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Monmouth University Polling Institute

New Jerseyans Call for Government Overhaul

Wednesday, October 15, 2008

Property taxes top list of Garden State concerns

On the eve of Governor Jon Corzine’s speech on how the state will address the international financial situation, the Monmouth University/Gannett New Jersey Poll finds New Jerseyans had already identified many serious problems prior to this crisis.  The poll also asked Garden State residents whether the fundamentals of how state government operates are up to the task.  The verdict?  They’re not.

Only 1-in-10 New Jerseyans (10%) feel that the structure of their government, including both state and local government, works well enough as it is now.  The overwhelming majority feel it needs to be improved.  Moreover, nearly two-thirds (64%) of the state say these improvements require a major overhaul.  Another 21% feel New Jersey government can be fixed with just minor improvements.

“The vast majority of New Jerseyans have come to the conclusion that the government in Trenton is broken,” said Patrick Murray, director of the Monmouth University Polling Institute.

The poll also asked residents to rank 14 policy areas on a 10 point scale ranging from not a problem at all to being an extremely serious problem.  All 14 policy issues average higher than 5.5 on the 10 point scale, indicating that most Garden State residents consider each to be at least something of a problem.  However, New Jerseyans were easily able to prioritize the top issues that need to be tackled.

The clear number one state issue on residents’ minds is property taxes.  Fully 80% score this near the top of the problem scale, earning property taxes an average score of 8.7 out of 10.   Following closely on the heels of this issue are cost of living (average=8.4), wasteful government spending (8.3), and health care costs (8.1).  At least two-thirds of residents score these items an 8, 9, or 10 on the problem scale.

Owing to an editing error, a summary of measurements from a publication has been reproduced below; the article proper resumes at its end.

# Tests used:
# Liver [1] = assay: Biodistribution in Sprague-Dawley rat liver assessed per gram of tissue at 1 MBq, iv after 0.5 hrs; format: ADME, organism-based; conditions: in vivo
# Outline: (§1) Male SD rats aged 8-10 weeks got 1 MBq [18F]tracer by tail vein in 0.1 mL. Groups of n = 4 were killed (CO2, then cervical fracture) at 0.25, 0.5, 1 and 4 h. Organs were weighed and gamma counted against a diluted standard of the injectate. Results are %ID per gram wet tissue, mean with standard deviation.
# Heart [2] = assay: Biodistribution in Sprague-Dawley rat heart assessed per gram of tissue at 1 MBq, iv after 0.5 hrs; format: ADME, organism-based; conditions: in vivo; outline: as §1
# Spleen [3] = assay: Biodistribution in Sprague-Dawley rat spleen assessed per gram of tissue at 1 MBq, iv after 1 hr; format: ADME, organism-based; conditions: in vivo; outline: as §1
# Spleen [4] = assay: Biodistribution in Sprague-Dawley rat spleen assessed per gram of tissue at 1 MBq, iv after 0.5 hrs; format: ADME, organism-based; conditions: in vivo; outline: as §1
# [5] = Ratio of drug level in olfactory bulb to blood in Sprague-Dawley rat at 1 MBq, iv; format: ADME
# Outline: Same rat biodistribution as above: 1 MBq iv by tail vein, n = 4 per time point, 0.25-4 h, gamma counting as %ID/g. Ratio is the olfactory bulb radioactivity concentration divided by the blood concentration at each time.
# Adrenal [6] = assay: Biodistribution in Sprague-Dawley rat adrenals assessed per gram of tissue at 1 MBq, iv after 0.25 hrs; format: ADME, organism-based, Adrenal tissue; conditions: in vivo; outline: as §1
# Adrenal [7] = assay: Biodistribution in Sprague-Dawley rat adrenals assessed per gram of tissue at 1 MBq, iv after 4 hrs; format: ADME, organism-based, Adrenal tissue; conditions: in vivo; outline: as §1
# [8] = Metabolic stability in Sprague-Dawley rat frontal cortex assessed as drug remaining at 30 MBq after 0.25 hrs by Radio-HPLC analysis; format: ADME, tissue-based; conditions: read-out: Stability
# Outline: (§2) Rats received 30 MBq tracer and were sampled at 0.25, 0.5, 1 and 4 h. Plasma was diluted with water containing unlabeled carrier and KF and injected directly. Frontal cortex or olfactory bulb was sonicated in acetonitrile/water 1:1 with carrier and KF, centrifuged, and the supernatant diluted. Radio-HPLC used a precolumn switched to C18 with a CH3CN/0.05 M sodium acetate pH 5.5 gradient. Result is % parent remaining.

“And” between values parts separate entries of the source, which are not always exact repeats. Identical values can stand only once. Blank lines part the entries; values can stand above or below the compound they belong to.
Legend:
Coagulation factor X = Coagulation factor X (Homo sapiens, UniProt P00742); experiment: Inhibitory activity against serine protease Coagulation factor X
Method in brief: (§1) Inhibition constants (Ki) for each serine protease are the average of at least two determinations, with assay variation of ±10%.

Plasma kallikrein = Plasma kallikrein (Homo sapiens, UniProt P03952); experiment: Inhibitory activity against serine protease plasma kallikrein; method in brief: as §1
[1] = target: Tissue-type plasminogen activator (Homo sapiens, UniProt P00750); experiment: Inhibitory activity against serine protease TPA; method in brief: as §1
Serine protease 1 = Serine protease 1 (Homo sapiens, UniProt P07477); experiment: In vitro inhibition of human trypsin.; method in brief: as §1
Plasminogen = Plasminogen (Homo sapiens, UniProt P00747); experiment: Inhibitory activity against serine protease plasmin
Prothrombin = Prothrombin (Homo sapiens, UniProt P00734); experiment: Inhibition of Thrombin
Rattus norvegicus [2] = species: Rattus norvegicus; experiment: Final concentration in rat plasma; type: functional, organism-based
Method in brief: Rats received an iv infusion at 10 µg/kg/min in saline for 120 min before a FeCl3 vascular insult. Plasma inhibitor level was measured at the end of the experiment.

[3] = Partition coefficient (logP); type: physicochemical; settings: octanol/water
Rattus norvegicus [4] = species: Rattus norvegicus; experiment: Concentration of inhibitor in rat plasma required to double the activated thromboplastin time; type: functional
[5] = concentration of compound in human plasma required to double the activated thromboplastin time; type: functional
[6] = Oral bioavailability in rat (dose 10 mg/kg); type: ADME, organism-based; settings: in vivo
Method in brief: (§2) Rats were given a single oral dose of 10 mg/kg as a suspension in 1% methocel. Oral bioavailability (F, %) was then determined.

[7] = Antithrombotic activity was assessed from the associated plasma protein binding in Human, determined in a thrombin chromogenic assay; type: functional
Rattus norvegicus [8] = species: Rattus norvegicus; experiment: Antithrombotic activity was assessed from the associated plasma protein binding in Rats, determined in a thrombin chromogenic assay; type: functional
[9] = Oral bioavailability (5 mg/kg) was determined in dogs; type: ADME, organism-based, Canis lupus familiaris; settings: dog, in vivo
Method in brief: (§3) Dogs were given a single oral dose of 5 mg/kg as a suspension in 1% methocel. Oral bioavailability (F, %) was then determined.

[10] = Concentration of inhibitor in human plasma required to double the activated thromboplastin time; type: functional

How serious are these problems?

(on a 10 point scale)

Tier 1:

Property taxes

Tier 2:

Cost of living


Wasteful government spending


Health care costs

Tier 3:

Political corruption

Tier 4:

Over-development and sprawl


Attracting businesses to the state


State worker pensions



Tier 5:

Protecting the environment


The number of school districts


Providing services for those in need


The quality of public schools


The number of municipal governments

Standing alone in the next tier of serious issues is government corruption.  More than half give this issue a score of 8, 9, or 10, for an overall average of 7.7.  Next on the list are over-development and sprawl (average=7.1), attracting businesses to the state (6.7), state worker pensions (6.7), and crime (6.6).

Rounding out the list of problems, although not seen as quite so serious, are environmental protection (6.2), the number of school districts (6.1), providing social services (6.0), the quality of public schools (5.9), and the number of municipalities (5.7).